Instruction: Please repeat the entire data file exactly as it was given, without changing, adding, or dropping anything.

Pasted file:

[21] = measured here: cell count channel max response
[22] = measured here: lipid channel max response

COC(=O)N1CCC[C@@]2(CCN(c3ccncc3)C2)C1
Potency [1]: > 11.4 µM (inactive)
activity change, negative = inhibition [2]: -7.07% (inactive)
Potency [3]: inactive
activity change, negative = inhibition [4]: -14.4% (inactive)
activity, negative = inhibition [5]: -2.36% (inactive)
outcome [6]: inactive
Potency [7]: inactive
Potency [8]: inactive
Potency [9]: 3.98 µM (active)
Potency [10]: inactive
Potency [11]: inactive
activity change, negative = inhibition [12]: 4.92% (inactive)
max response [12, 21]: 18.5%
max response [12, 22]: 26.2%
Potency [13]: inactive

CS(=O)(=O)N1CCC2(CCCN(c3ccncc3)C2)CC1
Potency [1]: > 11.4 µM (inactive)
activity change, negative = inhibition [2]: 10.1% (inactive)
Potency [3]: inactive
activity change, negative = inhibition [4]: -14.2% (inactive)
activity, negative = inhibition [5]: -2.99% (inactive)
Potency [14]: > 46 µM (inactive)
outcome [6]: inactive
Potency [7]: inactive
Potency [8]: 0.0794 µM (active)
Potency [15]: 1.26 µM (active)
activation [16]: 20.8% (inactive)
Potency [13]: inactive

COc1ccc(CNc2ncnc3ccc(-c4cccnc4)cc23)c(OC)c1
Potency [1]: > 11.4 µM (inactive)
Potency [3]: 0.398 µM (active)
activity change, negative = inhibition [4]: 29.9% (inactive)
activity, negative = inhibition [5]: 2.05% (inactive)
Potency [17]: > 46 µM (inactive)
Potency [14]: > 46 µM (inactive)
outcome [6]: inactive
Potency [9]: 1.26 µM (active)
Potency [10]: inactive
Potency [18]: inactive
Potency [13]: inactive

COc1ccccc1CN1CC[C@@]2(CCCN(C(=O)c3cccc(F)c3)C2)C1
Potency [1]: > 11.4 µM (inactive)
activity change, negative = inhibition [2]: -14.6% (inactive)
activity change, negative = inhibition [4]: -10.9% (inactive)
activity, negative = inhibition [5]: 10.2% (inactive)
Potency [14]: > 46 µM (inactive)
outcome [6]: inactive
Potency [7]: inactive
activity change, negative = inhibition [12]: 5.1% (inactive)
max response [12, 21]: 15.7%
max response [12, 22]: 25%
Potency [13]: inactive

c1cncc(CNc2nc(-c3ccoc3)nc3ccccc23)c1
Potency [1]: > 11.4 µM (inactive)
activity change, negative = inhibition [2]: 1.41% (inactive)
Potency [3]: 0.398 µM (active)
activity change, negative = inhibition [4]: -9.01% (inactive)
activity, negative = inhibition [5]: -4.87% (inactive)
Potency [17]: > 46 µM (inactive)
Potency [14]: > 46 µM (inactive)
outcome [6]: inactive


[21] = measured here: cell count channel max response
[22] = measured here: lipid channel max response

COC(=O)N1CCC[C@@]2(CCN(c3ccncc3)C2)C1
Potency [1]: > 11.4 µM (inactive)
activity change, negative = inhibition [2]: -7.07% (inactive)
Potency [3]: inactive
activity change, negative = inhibition [4]: -14.4% (inactive)
activity, negative = inhibition [5]: -2.36% (inactive)
outcome [6]: inactive
Potency [7]: inactive
Potency [8]: inactive
Potency [9]: 3.98 µM (active)
Potency [10]: inactive
Potency [11]: inactive
activity change, negative = inhibition [12]: 4.92% (inactive)
max response [12, 21]: 18.5%
max response [12, 22]: 26.2%
Potency [13]: inactive

CS(=O)(=O)N1CCC2(CCCN(c3ccncc3)C2)CC1
Potency [1]: > 11.4 µM (inactive)
activity change, negative = inhibition [2]: 10.1% (inactive)
Potency [3]: inactive
activity change, negative = inhibition [4]: -14.2% (inactive)
activity, negative = inhibition [5]: -2.99% (inactive)
Potency [14]: > 46 µM (inactive)
outcome [6]: inactive
Potency [7]: inactive
Potency [8]: 0.0794 µM (active)
Potency [15]: 1.26 µM (active)
activation [16]: 20.8% (inactive)
Potency [13]: inactive

COc1ccc(CNc2ncnc3ccc(-c4cccnc4)cc23)c(OC)c1
Potency [1]: > 11.4 µM (inactive)
Potency [3]: 0.398 µM (active)
activity change, negative = inhibition [4]: 29.9% (inactive)
activity, negative = inhibition [5]: 2.05% (inactive)
Potency [17]: > 46 µM (inactive)
Potency [14]: > 46 µM (inactive)
outcome [6]: inactive
Potency [9]: 1.26 µM (active)
Potency [10]: inactive
Potency [18]: inactive
Potency [13]: inactive

COc1ccccc1CN1CC[C@@]2(CCCN(C(=O)c3cccc(F)c3)C2)C1
Potency [1]: > 11.4 µM (inactive)
activity change, negative = inhibition [2]: -14.6% (inactive)
activity change, negative = inhibition [4]: -10.9% (inactive)
activity, negative = inhibition [5]: 10.2% (inactive)
Potency [14]: > 46 µM (inactive)
outcome [6]: inactive
Potency [7]: inactive
activity change, negative = inhibition [12]: 5.1% (inactive)
max response [12, 21]: 15.7%
max response [12, 22]: 25%
Potency [13]: inactive

c1cncc(CNc2nc(-c3ccoc3)nc3ccccc23)c1
Potency [1]: > 11.4 µM (inactive)
activity change, negative = inhibition [2]: 1.41% (inactive)
Potency [3]: 0.398 µM (active)
activity change, negative = inhibition [4]: -9.01% (inactive)
activity, negative = inhibition [5]: -4.87% (inactive)
Potency [17]: > 46 µM (inactive)
Potency [14]: > 46 µM (inactive)
outcome [6]: inactive